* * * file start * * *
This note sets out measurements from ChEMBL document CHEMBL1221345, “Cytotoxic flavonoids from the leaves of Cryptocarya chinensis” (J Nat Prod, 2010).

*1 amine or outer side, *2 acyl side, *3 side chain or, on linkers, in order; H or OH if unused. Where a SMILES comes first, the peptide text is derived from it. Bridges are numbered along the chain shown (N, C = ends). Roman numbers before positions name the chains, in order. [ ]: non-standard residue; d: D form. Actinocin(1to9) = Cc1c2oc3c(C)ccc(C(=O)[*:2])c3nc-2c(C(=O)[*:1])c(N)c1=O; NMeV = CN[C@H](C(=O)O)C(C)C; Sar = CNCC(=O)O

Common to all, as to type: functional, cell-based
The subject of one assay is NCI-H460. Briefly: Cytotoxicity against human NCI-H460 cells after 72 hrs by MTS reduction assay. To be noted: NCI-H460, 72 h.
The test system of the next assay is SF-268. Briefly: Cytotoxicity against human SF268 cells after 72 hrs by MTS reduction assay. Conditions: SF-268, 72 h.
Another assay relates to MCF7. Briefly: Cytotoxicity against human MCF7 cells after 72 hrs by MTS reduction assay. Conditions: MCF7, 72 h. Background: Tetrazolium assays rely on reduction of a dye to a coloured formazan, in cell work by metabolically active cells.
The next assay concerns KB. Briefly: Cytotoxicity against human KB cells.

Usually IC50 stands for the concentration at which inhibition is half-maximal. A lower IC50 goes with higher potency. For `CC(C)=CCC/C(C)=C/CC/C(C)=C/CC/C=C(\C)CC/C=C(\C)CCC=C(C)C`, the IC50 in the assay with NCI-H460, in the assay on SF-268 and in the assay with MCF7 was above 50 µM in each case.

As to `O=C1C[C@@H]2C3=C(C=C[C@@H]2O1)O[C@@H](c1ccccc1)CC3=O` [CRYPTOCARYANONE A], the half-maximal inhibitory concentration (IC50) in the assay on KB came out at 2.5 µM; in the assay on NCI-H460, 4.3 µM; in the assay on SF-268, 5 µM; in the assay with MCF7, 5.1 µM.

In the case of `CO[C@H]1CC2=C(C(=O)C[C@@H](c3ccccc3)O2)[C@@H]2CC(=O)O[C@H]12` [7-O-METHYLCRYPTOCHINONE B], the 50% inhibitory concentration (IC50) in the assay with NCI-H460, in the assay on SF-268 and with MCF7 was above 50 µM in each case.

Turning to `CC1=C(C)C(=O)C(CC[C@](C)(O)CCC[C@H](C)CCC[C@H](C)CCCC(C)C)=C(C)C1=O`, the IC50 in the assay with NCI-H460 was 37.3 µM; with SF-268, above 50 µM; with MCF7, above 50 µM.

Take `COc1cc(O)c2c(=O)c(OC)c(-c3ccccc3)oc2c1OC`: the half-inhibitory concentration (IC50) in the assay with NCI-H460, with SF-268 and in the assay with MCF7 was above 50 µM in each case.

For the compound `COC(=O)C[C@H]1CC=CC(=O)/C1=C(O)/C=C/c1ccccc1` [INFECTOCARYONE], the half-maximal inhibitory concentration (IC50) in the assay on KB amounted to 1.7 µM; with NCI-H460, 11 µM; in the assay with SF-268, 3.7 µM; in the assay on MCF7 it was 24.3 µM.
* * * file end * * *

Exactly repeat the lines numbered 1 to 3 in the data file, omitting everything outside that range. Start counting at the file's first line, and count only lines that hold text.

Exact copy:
This note sets out measurements from ChEMBL document CHEMBL1221345, “Cytotoxic flavonoids from the leaves of Cryptocarya chinensis” (J Nat Prod, 2010).

*1 amine or outer side, *2 acyl side, *3 side chain or, on linkers, in order; H or OH if unused. Where a SMILES comes first, the peptide text is derived from it. Bridges are numbered along the chain shown (N, C = ends). Roman numbers before positions name the chains, in order. [ ]: non-standard residue; d: D form. Actinocin(1to9) = Cc1c2oc3c(C)ccc(C(=O)[*:2])c3nc-2c(C(=O)[*:1])c(N)c1=O; NMeV = CN[C@H](C(=O)O)C(C)C; Sar = CNCC(=O)O

Common to all, as to type: functional, cell-based